Marcellus shale rules hot topic for Murrysville council candidates
Murrysville council long has debated Marcellus shale regulations and council candidates anticipate future discussions as the municipality folds the local ordinance into the state's recently enacted law.
Five Republican candidates are vying for four seats on council in the May 21 primary — challengers Teresa Gildemeister and Loren Kase and incumbents Joan Kearns, Jeff Kepler and Dave Perry. The four-year terms run through 2017.
Among other issues, the council members elected in November likely will deal with how to tweak the Marcellus shale ordinance.
“The first term was learning to balance technology and potential impacts Marcellus shale will have to the community,” incumbent Jeff Kepler said. “I thought it was important not to stop. I want to follow through. Marcellus shale will absolutely be in Murrysville in the next term.”
Council approved its ordinance in October 2011. When the Legislature passed its law, Murrysville opposed because it would strip local governments' oversight of drilling operations.
“I think we did take a very balanced approach to how we modeled our ordinance,” Kepler said. “It was by far the largest task and took a lot of effort from a lot of people; we got opinions from the drilling industry and attorneys.”
Council President Joan Kearns said her knowledge and understanding of the ordinance and state law will be useful to move the municipality forward next term.
“We're working on an updated comprehensive plan,” she said. “I've been involved with the unconventional gas well ordinance since the very beginning and I want to follow that through. I think it's necessary to have continuity on council.”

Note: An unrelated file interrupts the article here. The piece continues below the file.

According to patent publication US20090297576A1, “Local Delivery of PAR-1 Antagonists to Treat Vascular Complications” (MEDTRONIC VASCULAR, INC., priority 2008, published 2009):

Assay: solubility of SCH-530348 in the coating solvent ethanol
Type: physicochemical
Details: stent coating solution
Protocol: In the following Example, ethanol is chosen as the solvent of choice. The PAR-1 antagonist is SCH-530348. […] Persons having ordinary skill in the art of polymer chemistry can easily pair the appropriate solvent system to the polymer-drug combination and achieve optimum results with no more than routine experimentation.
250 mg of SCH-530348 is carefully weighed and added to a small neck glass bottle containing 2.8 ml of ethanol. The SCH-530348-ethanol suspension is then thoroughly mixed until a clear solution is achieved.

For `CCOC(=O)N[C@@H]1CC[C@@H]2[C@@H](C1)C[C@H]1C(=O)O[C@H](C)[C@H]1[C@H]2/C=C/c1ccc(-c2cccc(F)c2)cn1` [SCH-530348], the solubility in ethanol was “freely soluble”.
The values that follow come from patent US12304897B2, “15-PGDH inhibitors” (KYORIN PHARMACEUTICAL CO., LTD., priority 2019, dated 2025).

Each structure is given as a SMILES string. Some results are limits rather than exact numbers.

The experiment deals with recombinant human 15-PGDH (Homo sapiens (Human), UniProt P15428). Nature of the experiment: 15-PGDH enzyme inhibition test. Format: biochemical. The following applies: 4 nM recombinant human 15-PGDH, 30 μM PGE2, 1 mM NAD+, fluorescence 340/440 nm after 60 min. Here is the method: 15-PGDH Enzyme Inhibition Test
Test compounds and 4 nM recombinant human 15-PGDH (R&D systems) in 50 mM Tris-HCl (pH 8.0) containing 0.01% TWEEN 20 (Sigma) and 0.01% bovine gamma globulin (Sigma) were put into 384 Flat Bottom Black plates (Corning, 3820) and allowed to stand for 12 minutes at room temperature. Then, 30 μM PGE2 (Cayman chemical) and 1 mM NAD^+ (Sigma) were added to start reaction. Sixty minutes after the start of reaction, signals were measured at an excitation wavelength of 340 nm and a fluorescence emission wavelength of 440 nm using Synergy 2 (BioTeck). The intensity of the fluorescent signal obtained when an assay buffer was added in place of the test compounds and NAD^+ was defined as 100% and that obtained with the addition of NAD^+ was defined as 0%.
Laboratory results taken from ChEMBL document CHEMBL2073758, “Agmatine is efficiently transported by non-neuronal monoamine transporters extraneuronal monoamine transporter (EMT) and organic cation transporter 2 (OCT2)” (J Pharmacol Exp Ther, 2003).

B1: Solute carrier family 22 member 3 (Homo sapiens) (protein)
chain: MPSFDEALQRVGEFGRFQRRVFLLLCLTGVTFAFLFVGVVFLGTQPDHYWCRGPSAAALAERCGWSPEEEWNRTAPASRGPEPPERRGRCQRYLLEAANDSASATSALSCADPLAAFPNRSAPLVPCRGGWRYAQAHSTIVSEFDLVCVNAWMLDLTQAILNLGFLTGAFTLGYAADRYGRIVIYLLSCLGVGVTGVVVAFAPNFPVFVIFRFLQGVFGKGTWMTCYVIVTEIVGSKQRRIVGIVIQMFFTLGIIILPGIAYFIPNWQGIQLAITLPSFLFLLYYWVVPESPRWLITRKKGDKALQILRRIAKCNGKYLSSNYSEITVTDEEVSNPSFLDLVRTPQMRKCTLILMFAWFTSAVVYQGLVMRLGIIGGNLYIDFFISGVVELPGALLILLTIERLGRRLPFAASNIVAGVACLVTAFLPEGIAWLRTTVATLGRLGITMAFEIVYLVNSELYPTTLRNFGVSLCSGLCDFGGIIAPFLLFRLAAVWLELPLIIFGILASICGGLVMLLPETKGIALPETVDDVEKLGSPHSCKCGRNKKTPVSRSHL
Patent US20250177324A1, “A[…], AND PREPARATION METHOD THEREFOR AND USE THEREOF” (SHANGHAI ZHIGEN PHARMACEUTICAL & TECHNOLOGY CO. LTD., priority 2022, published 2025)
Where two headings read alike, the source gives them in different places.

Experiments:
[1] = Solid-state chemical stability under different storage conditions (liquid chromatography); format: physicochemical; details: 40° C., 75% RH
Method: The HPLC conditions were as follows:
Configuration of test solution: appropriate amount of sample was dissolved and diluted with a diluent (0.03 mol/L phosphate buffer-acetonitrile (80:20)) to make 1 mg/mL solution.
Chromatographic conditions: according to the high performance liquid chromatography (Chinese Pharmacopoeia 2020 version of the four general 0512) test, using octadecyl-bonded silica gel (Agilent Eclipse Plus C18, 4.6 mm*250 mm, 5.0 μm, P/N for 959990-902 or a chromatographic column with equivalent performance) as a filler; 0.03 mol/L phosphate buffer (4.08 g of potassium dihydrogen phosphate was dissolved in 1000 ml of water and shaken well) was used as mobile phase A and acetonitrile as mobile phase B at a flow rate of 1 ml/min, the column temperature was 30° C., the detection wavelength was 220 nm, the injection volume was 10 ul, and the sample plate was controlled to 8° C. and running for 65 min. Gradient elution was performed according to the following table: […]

The shale regulation is one of the issues that attracted Loren Kase, who served in the Coast Guard for eight years and is a manufacturing representative for a local company, to run for a seat on council.
He said his military background has prepared him to understand complex problems and address concerns, sometimes under tense situations.
“It's become difficult to sift through all this information (on Marcellus shale),” he said. “I think it's important to bring an objective viewpoint in on that matter. We need to do our due diligence that we understand the decision we're making and be able to justify it to the community.”
David Perry, who is seeking a second term, said the Marcellus shale ordinance and making responsible development choices will be his top priorities next term.
He said he has relied on his experience as a practicing geologist to understand and form educated decisions on development proposals.
“People move to Murrysville because of the green, leafy, rural-like atmosphere that we have,” he said. “It's keeping the small-town atmosphere, while being relatively close to large city amenities.”
Perry said he would not support large development projects that would shift that image but would endorse smaller upscale projects, such as the Bruce Spruce development on Route 22 that is expected to open this fall.
“I have a very specific idea of the feel that Murrysville should have,” he said, noting he opposed a mall-like development planned for Route 22 almost five years ago. “We thought that was inappropriate for Murrysville. The rest of Murrysville agree with the vision.”
Monitoring the development projects proposed for the municipality is equally important to challenger Gildemeister, who is a program manager for a research project at Alcoa.
“Murrysville is constantly growing,” she said. “We want to stay rural in nature, so we need to be diligent in making sure we grow in the right areas. I want to be part of that smart growth.”
Amanda Dolasinski is a staff writer for Trib Total Media. She can be reached at 724-836-6220 or email@example.com.
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